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Global coal costs of €360 billion in 2007

Greenpeace report reveals global coal costs of €360 billion in 2007 – minimum

Warsaw, Poland – 27 November 2008 - Greenpeace today released an analysis showing that the global cost of coal was at least €360 billion last year alone. The report, “The True Cost of Coal” (1), released with the independent Dutch Institute CE Delft, arrived at this figure by looking at very modest CO2 damage costs, health costs and mining accidῥnts.

The report was released as Industry Ministers from at least 20 big emitting countries met in Warsaw with the world’s climate-polluting industries (2).

“The relentless expansion of the coal industry is the single greatest threat to averting dangerous climate change. Coal is the most climate-polluting fossil fuel, responsible for one third of all CO2 emissions, and is projected to increase to 60% of emissions by 2030,” Joris Thijssen, climate and energy campaigner with Greenpeace Έnternational, told a press conference. œClearly, quitting coal will benefit not only the climate, but also reduce the other impacts which everybody else has to pay for.

Earlier in the day Greenpeace activists dumped lignite, dirty brown coal that makes up a large portion of Poland’s mining output, outside of the Warsaw Sheraton, sending a message to the meeting and demanding that it fully support deep cuts in emissions, not seek to protect the coal industry

In calculating the figure, CE Delft focused on the external costs of coal in 2007 for damages attributable to climate change, human health impacts from air pollution and fatalities due to major mining accidents - factors for which reasonably reliable global data is currently available.

“When taking into account about 90% of the global emissions and looking at these damages, we get a conservative but robust cost figure of €360 billion annually,” said Agnieszka Markowska, damages expert from CE Delft. ”With the projected rising damages due to the impacts of climate change, this total number is likely to increase sῨarply if climate change is not stopped.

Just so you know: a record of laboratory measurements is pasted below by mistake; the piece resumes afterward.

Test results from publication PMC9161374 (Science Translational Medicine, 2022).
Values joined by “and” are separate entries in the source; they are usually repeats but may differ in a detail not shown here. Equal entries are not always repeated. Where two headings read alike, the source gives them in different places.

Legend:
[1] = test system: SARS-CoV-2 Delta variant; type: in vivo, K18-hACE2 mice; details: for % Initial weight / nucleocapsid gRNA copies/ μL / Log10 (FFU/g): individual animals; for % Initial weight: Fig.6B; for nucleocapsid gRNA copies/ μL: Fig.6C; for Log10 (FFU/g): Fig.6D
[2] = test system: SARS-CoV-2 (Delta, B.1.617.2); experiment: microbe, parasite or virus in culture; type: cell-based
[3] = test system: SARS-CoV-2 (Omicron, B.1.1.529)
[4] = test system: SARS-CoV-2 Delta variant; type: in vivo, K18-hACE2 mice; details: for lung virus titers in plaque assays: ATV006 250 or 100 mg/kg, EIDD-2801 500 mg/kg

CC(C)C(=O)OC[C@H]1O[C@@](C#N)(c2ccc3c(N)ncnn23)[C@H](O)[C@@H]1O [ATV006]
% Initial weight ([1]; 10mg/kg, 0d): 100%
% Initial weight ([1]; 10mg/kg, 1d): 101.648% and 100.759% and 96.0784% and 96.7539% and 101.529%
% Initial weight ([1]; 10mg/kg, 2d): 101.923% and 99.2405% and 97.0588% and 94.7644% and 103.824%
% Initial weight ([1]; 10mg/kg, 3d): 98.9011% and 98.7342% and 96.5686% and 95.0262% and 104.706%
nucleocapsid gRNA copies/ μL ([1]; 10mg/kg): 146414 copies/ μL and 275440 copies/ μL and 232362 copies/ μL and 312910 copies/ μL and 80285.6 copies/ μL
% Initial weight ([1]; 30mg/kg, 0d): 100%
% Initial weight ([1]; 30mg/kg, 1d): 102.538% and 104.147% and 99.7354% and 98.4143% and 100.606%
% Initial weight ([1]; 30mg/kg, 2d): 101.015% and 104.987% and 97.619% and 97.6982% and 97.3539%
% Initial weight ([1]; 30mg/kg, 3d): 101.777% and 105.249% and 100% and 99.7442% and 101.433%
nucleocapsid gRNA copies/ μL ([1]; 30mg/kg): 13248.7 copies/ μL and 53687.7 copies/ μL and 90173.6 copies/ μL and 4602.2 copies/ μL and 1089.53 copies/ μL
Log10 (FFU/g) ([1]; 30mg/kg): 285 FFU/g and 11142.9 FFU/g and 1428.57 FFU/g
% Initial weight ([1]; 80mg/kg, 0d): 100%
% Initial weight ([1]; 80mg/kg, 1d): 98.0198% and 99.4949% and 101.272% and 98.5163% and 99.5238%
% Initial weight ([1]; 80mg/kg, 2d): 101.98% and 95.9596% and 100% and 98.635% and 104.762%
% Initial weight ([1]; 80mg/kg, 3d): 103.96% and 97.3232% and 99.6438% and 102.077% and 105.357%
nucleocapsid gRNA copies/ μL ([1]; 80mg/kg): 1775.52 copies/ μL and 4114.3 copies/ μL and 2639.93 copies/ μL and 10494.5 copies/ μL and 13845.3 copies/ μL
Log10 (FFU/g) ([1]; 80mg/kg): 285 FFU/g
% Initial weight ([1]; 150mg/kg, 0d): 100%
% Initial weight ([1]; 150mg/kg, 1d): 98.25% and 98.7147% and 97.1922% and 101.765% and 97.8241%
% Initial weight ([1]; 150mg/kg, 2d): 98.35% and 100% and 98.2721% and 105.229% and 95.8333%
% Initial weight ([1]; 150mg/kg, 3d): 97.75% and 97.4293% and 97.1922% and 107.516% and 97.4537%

Examples of the projected impacts of climate change include the billions of people who will face water shortage and the hundreds of millions who will be threatened by food insecurity and more extreme weather events.

The impacts of coal are not only related to climate change. Coal also pollutes water resources, dirties the air and causes black lung disease. The report contains ‘on the ground’ stories from 12 countries that describe, for example, how human rights are violated in Colombia while mining coal, how mountain tops are blown apart in the United States and how coal use adds dramatically to air pollution in China.

Greenpeace Poland campaign director Maciej Muskat said that Greenpeace strongly suspected the Polish Government had organised the meeting for the wrong reasons.

“The Polish people are already paying a high price for the cost of coal, through health impacts and the loss of lakes and ecosystems. Instead of concentrating on trying to shore up opposition against action on climate at both the Poznan meeting and the EU climate-energy package (3), the Polish government should implement its own ῲenewable energy target and tap into the enormous potential of energy efficiency (4), he said.

The Warsaw meeting will probably talk about ‘clean coal’ technology that has the potential to sharply reduce CO2 emissions from coal-fired power plants. However, the Greenpeace report ‘False Hope ’ shows that so-called Carbon Capture and Storage (CCS) is a dangerous distraction. The technology is unproven, contains inherent risks and comes with an enormous price tag. Globalᾠgreenhouseᾠgas emissions need to start declining in the next seven years and CCS is in no position to play a role in making this happen.

In Poznan, Greenpeace wants to see governments agree a “climate vision” that will address what the science requires: global emissions peaking by 2015. Developed countries must agree targets at the upper end of 25-40%, as identified by the IPCC, along with a draft negotiating text on the table and a detailed workplan to get this completed by Copenhagen in December 2009.


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